“Everybody thought this would be one of the things that’ll keep Dale from winning. When you’re winning every weekend, a lot like now there were a lot of guys praying and hoping this is what would keep him from winning.”
“Radial tires just absolutely threw all that out the window. It was another dumbing down thing for the whole sport, it doesn’t matter what you do. You have the same stuff as the dumb guys,” Shelmerdine said.
Knowing the new Goodyear tire was on show at North Wilkesboro, the duo went out and not only won, but dominated the 400-lap race. The battle with Rusty Wallace and Earnhardt was fierce.
“There was a lot of banging in that race. They (NASCAR) warned us because of Dale and Rusty banging each other down the frontstretch of that race,” Lawrence said. Earnhardt took the lead and never looked back. He lapped Wallace before the first caution on lap 117. The Intimidator took the lead in the driver championship point standings by three points over Geoff Bodine.
A short time later, Hoosier announced it planned to step away from Sprint Cup Series racing with an open letter:
“Plans are being enacted for the immediate withdrawal of Hoosier Racing Tire Corp. from NASCAR Winston Cup competition.
“In these days of a global economy filled with giant corporations, it is difficult for the small guy to be recognized. Racing is about setting goals and achieving them. It is about individuals uniting in small teams to measure their personal worth and to measure themselves against the best.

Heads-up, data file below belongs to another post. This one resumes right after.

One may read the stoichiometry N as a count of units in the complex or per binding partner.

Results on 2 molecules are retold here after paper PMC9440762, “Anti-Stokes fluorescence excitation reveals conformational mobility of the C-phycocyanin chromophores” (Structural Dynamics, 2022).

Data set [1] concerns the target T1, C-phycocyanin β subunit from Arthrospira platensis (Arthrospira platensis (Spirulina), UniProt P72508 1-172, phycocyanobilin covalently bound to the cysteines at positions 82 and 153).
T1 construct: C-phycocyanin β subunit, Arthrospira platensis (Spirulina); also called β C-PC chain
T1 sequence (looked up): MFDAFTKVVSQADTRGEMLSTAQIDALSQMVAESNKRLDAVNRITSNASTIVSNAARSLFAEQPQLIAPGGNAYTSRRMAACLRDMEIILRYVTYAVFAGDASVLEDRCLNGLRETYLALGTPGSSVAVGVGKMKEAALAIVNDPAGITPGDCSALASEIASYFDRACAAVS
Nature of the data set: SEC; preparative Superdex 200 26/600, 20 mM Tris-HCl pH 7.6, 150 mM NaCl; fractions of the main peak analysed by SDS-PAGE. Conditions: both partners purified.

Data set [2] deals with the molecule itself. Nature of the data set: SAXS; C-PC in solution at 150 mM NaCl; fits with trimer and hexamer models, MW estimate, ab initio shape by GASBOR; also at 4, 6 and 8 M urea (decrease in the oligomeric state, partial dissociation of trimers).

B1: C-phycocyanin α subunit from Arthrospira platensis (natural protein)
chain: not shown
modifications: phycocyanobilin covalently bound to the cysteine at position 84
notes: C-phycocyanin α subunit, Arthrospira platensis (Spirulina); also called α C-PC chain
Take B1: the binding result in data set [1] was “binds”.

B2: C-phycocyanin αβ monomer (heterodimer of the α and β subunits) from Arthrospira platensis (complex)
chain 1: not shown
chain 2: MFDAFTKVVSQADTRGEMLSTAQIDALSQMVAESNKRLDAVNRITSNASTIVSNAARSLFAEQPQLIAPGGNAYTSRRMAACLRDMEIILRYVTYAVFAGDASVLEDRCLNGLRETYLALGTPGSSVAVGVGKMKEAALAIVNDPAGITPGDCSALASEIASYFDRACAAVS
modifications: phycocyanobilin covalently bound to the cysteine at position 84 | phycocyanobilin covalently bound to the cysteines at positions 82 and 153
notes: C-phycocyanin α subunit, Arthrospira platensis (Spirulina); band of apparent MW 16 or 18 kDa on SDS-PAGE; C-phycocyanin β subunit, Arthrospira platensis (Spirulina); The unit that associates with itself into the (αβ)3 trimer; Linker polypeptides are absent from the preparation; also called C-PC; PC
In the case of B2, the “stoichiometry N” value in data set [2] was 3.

“We at Hoosier Racing Tire Corp. are such a team. Even though we are considered the world’s smallest tire manufacturer we compete with the world’s largest to demonstrate that the small guy can also be a winner.
”We’ve won some battles and lost some, but it was never a war. Just good competition. Years ago we established a goal of excellence, to manufacture the very best racing tires we possibly could with our available resources. The pursuit of this goal has brought us many victories, including the World 600 at Charlotte, the Firecracker 400 at Daytona and the 1989 Daytona 500.
“A tremendous amount of growth has followed and because we are a small company with limited resources we must measure each expense and activity to maintain a growing future.
“Some individuals will look back at our involvement and exploit the negative. We hope the wise individual will view our involvement as a small team of people in pursuit of excellence; not perfect, just trying to be as good as we can possibly be.
“We would like to thank NASCAR and all of the race teams for the opportunity to compete in this series and wish them continued success.”
Lawrence and Lind have two different views on the 1989 victory at North Wilkesboro. “Winning the first race on radials that was pretty cool, the Goodyear people actually loved it,” Lawrence said.
As for Lind, he said “Was it a special race to go win because it was the first race on radials? Hell, to us it was just another race to go and win. Coincidentally, it was the first one on radials.”
The Chevrolet Lumina sits untouched from that day in the RCR Museum. This also marked the final race for the Monte Carlo Coup body style.